I've been rather slack of late as far as this blog goes. There are friends of mine that check it regularly and to them I can only apologise. The little time I have for writing has been focussed elsewhere.
I've done two book reviews for them this week alone, though only one has gone live so far, and also managed to get an interview with Michael Marks, SF author extraordinaire, done and dusted. His answers to my questions really blew me away, so go and take a look. If you have a Kindle I can't recommend his new novel Dominant Species highly enough as my earlier review on this very blog made clear.
And now to the reason that I started this post in the first place. I was reading Wil Wheaton's blog the other day and in the midst of a really great post he said something that really sparked off a train of thought. He was talking about how Twitter had changed his world and allowed him to reach so many people in a way that would otherwise be impossible. I couldn't agree more, however, the point he made that really hit home was this:
"...I am compelled to create. I've tried to fight it - it's not the easiest life in the world, especially when you're responsible for a family - but I can't deny that I'm an artist any more than I can deny that I'm a human being. Most artists will tell you quite honestly that they would create their art for free. I know from personal experience that that is absolutely true." (emphasis added)
I thought about the work I do for BSC review and wondered, are book reviews art? I'll come back to that point but I then thought about the story I'm (slowly) working on and the strong creative streak that has always been a part of me. In one form or another I also feel compelled to create, or put another way, express myself creatively. No, that isn't just pedantics. I think that my creativity is always a communication of sorts. A way of reaching out and 'speaking' to people. Whether in the form of a tale I've crafted or a review in which I share my thoughts about a book I've read. This may well be the case for others but I can only speak for myself.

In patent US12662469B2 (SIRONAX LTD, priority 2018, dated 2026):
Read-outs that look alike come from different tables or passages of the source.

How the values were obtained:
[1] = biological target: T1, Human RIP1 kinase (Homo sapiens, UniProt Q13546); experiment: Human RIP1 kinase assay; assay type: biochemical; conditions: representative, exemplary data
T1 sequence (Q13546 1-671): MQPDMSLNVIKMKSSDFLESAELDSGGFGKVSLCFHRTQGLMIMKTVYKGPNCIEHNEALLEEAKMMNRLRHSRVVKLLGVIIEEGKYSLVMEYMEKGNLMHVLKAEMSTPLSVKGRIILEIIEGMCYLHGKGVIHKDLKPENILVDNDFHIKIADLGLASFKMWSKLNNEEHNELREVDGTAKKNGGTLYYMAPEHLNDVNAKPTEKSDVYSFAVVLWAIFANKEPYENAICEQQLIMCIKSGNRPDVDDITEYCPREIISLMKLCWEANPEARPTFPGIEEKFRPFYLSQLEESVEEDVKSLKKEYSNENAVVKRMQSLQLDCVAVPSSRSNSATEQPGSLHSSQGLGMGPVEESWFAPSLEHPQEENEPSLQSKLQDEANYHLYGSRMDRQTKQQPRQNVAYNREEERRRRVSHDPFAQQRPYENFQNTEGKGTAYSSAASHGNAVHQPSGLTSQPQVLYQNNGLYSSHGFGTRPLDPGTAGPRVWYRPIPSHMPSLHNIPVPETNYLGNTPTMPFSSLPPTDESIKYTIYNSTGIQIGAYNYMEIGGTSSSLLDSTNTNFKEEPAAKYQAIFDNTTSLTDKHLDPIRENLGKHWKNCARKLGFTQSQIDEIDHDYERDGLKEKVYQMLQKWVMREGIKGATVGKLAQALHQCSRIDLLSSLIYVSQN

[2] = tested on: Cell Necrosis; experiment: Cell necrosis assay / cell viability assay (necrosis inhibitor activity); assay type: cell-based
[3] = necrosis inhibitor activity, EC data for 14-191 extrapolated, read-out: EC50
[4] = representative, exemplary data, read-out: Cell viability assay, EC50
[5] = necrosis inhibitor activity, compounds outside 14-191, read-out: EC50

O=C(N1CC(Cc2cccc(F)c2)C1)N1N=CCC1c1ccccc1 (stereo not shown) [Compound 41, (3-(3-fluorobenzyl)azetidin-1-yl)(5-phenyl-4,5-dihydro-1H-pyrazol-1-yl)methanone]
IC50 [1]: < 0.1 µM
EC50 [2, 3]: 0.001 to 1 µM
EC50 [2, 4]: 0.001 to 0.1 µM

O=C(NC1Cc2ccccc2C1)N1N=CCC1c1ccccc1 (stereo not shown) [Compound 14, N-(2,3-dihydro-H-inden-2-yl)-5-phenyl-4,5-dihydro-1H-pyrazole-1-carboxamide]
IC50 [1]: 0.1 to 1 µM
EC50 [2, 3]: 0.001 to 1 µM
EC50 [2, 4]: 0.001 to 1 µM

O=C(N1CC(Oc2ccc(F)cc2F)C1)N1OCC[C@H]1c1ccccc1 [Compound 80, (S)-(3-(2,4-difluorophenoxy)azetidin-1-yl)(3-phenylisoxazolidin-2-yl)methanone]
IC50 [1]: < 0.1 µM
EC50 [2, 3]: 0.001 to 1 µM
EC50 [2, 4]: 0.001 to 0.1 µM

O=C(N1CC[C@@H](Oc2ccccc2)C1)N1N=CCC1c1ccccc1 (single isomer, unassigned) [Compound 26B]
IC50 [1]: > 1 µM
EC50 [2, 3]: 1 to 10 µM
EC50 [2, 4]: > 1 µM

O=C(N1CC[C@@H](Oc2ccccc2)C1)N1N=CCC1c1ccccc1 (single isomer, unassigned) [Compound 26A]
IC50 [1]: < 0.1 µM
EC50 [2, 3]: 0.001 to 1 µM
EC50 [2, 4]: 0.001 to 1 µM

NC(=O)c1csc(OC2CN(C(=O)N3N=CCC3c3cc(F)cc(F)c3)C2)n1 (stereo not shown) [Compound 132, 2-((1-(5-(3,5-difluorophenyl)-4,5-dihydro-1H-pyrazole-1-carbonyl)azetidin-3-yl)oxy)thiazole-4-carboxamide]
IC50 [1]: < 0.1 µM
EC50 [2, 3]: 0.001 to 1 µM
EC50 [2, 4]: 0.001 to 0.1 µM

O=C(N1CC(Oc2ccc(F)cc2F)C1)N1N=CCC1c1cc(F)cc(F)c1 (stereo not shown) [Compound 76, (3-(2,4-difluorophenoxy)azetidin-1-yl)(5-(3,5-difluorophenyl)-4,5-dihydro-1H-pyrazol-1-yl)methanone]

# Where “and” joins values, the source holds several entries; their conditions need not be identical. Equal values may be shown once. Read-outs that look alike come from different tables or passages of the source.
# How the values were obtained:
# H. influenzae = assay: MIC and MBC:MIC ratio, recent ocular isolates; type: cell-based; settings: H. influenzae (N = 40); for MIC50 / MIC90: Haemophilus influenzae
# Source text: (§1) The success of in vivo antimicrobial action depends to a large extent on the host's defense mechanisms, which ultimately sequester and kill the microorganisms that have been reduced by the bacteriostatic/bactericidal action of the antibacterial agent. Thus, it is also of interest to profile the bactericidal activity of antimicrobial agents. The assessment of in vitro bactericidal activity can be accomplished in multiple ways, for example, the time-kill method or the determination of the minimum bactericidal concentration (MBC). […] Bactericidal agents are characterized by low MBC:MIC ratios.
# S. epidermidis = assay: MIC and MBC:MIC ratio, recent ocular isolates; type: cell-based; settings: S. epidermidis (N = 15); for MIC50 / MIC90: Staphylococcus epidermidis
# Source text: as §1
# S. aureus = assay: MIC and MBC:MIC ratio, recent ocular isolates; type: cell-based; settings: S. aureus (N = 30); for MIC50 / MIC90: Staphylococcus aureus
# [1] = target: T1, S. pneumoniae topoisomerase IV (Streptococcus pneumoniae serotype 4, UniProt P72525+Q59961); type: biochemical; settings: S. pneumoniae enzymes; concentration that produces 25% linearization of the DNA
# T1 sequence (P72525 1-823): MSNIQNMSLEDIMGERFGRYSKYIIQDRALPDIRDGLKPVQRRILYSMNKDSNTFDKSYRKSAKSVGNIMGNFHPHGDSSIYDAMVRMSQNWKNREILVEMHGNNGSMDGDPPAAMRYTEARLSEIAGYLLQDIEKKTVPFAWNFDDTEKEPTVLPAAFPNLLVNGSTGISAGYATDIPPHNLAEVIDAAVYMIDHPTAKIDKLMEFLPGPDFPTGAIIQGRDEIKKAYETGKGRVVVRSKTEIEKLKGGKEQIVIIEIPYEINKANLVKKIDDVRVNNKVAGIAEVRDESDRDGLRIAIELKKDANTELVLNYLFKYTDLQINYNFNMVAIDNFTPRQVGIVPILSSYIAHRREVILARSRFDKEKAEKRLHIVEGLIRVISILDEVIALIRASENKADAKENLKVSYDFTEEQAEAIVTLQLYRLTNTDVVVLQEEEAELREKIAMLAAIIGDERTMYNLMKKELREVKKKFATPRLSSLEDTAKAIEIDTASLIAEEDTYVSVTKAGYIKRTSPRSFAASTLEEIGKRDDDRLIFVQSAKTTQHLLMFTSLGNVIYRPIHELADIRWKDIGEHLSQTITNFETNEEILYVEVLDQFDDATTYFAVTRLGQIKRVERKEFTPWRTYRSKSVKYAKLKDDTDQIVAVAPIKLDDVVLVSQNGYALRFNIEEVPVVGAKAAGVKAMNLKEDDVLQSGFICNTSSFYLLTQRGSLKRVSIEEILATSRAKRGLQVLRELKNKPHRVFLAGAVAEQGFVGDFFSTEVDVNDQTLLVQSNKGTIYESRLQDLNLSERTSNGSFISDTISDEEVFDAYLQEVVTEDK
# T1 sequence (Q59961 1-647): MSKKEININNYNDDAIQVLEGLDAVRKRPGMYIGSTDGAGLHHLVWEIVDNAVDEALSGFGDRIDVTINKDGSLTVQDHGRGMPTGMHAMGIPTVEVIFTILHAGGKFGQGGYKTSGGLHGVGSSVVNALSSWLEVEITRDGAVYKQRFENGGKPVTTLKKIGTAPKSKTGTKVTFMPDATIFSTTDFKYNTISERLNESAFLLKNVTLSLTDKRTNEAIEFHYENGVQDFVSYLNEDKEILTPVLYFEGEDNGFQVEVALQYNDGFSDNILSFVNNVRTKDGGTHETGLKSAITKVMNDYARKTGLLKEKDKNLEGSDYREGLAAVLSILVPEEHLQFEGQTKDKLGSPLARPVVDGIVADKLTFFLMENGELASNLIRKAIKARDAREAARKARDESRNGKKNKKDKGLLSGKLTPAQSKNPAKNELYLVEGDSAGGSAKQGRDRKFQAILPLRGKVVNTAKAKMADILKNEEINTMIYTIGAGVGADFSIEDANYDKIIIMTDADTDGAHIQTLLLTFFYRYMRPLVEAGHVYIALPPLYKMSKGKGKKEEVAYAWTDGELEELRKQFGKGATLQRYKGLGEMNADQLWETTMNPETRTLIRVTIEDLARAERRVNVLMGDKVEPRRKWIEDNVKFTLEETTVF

When I told friends and family that I'd been asked to write reviews for a great website the almost universal response was, "are you being paid?". Wow, did that take the wind out of my sails. It seemed that the only measure of my work was whether or not I was being paid. I know that what I'm about to say may sound very naive but before my friends mentioned it I hadn't thought of money at all. I thought, hey what a great opportunity to share with others my thoughts and feelings about the books I'm reading! I love reading, I love books and on bsc review I get to express that love in a creative and hopefully entertaining way. Yes, I think reviews can be an artform in themselves.
I have no illusions, it's a parasitic artform in that it is based upon the blood, sweat and tears of an author that has often worked for months or years on the book I'm reviewing. And yet, his or her work has moved me and I want to share why. To distill into words my experience of their hard work. Now, that's all very well when the review is positive. However, what about those times that I pick up a book hoping for a decent story and have those hopes dashed when it doesn't prove to be what I'd expected? I don't mean that the story wasn't what I thought it was when I picked the book up. To give a bad review in those circumstances is really not right. I mean that the writing, story and/or characters really fail on some level. Figuring out why a story doesn't work for me is harder than working out why I love a story. In those instances I feel obligated to make as clear as possible exactly what didn't work for me so that, should the author come across my review, they might take some useful feedback from it rather than a 'you suck' message that is neither entertaining nor useful...